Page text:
Project Mend-A-House works with people with disabilities and seniors to help them maintain mobility and independence in their homes through necessary maintenance and repair services. After individuals request repairs, volunteers come by their homes to assess the size of the job. A volunteer plumber or carpenter then conducts the maintenance, which can include building a wheelchair-accessible ramp, installing a grab bar in the shower, repairing a leaky faucet, or reconstructing drywall. Project Mend-A-House also maintains a Loan Closet of items that clients can borrow, such as air-conditioning units, crutches, and portable ramps, to help them run errands or get around their houses more easily.
Executive Chef William Dolan conjures fresh seasonal and local ingredients into dinner and lunch menus that—unlike much of the seafood on them—are constantly evolving. Recent dinner menus shined their spotlight on a spicy duck-meatball appetizer ($6) and a salmon rillete ($10)—a duo of slow-poached salmon and smoked salmon singing in harmony with backup performers of caramelized shallots and a white-wine glaze. To sample produce of the sea that's even more upscale than a cartoon grouper wearing a monocle, order the broiled bay bluefish, which arrives with an entourage of Chesapeake chippino, clams, mussels, shellfish broth, and kale ($20). The kobe butler steak—accompanied by potato purée, port sauce, and bleu-cheese butter ($20)—captures the hearty elegance of Audrey Hepburn's brief stint as a lumberjack. Midday munchers, meanwhile, will want to try the wild-mushroom mini briquettes ($8) or the gourmet hot dog, an encasing of fancy meats sandwiched within the salty confines of a pretzel roll and gloriously drenched in a homemade chili ($8).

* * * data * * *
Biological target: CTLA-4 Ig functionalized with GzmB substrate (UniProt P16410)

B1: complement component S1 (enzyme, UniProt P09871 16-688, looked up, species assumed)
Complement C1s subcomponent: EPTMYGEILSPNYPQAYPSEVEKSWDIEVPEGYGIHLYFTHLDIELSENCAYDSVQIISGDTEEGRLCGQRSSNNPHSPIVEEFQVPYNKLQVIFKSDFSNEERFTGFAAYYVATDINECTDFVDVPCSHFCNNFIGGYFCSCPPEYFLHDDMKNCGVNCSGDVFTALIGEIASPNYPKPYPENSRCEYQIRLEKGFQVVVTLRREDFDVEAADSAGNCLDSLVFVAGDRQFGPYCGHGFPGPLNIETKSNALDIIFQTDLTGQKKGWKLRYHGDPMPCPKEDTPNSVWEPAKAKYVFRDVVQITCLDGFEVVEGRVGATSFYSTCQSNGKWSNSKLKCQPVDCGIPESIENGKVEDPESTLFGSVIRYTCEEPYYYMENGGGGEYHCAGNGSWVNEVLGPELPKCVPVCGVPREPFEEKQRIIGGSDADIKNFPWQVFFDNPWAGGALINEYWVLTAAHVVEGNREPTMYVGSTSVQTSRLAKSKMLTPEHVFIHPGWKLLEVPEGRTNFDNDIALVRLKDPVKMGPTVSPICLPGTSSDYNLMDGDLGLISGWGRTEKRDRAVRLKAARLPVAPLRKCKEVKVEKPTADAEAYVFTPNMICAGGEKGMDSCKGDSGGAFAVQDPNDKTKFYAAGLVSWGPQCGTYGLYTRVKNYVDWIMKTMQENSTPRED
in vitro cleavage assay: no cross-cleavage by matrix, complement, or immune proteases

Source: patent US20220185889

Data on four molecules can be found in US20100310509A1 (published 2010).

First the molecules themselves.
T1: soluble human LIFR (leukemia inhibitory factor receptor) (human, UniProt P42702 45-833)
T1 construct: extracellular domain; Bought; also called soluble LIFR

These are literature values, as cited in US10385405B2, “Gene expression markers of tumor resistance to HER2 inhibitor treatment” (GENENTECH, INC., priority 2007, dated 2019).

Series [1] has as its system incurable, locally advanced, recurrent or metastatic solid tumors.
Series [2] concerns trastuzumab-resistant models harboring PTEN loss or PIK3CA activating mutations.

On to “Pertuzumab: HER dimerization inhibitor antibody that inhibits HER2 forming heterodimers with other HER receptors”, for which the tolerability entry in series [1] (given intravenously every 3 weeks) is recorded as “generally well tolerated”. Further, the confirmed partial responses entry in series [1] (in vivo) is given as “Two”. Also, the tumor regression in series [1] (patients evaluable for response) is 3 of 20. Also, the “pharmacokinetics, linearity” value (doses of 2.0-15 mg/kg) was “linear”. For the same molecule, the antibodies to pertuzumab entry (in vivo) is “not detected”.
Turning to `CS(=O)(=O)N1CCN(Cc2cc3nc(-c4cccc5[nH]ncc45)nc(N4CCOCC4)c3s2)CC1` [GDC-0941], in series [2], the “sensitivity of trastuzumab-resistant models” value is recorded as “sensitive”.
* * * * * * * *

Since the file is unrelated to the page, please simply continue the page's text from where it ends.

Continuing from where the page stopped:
The story of Mental Health America is a story of hope and transformation. In the year 1900, a young man named Clifford W. Beers suffered an acute breakdown brought on by the death of his brother, and after an unsuccessful suicide attempt, was hospitalized in a private Connecticut mental institution. There, he faced degrading and inhumane abuses at the hands of the untrained staff. Over the next decade, Beers was confined in a number of hospitals, all in brutal conditions. Bruised—literally—but unbroken, Beers began to overcome his tribulations in 1908 with the publication of his autobiography, A Mind That Found Itself. The next year, he founded the organization that would become Mental Health America. Perhaps the starkest symbol of Mental Health America's metamorphic character is the Mental Health Bell, a 300-pound carillon forged from the melted-down chains and shackles once commonplace in mental institutions.
Today, Mental Health America consists of a network of 240 affiliates working to address mental health conditions. The organization lives up to its mission of "promoting mental health, preventing mental disorders, and achieving victory over mental illness" through a number of programs, including health-care reform advocacy programs. Mental Health America has been combating mental health conditions and their associated stigmas for more than a century, and will continue to do so.
The Child and Family Network Centers provides free education and social services for preschool children, and job training for their families. The children it serves are considered at-risk due to limited English proficiency and low-income backgrounds. To fulfill the need for strong educational programs, CFNC operates a year-round preschool in 10 classrooms—with literacy and language support for bilingual children in 27 languages—to prepare them for kindergarten with their peers. These programs reach out to families in their own neighborhoods and supplement the students’ education with additional resources such as health services.
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Arts Are For All Ages' aim is to bring classical music to people with restricted mobility and to help young musicians find outlets for their art. More than 28 young musicians performed for six senior communities during the inaugural season in 2009. Now, young musicians bring a variety of musical instruments and give live classical concerts on a regular basis for elderly neighbors who otherwise could not attend arts events.